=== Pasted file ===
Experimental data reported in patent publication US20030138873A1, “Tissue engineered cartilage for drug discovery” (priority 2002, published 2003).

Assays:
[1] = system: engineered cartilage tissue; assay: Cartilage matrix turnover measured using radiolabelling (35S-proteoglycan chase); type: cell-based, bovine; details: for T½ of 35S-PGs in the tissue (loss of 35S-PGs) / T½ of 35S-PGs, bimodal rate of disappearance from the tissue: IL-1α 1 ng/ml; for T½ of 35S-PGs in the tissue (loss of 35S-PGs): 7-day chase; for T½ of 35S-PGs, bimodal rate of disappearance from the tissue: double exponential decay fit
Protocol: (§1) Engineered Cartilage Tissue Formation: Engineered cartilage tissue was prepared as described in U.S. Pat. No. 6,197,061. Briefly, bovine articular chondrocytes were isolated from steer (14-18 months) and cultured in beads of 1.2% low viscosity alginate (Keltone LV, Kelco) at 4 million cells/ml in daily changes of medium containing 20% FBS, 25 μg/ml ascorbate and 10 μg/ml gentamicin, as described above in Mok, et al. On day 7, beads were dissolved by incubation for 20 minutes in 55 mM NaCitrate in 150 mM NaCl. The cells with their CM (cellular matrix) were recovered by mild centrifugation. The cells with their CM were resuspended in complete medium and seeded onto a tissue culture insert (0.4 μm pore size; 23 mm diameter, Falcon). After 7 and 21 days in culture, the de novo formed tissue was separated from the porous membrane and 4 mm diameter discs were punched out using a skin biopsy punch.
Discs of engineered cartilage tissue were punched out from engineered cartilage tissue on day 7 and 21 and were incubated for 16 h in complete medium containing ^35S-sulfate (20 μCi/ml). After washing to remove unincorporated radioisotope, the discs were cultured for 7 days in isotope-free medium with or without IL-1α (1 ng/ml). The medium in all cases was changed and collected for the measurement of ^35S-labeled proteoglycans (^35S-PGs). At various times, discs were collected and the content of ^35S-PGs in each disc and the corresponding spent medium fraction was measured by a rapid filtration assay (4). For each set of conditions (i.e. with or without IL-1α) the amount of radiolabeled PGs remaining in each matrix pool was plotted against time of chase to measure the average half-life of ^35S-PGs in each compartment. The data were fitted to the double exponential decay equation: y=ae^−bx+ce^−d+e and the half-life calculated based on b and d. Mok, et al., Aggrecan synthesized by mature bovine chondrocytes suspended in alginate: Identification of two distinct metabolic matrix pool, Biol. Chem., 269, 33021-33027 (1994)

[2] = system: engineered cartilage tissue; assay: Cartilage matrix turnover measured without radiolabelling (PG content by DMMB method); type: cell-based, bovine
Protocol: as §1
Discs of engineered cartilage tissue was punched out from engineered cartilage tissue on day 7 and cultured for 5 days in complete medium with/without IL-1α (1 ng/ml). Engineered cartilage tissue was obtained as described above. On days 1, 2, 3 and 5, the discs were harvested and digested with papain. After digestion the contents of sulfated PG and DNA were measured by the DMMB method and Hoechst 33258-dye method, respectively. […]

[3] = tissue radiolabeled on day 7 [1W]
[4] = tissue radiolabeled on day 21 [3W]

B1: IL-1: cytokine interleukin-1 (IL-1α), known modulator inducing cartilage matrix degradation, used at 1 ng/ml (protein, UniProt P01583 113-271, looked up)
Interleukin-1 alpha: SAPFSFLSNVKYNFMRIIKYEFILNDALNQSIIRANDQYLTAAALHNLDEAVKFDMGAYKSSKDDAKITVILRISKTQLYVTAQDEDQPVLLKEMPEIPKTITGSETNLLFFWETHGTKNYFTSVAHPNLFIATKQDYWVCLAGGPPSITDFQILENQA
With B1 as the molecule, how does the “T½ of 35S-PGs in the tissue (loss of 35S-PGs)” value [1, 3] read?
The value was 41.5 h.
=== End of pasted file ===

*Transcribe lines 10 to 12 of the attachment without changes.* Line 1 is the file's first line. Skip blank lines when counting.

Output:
[4] = tissue radiolabeled on day 21 [3W]

B1: IL-1: cytokine interleukin-1 (IL-1α), known modulator inducing cartilage matrix degradation, used at 1 ng/ml (protein, UniProt P01583 113-271, looked up)
Interleukin-1 alpha: SAPFSFLSNVKYNFMRIIKYEFILNDALNQSIIRANDQYLTAAALHNLDEAVKFDMGAYKSSKDDAKITVILRISKTQLYVTAQDEDQPVLLKEMPEIPKTITGSETNLLFFWETHGTKNYFTSVAHPNLFIATKQDYWVCLAGGPPSITDFQILENQA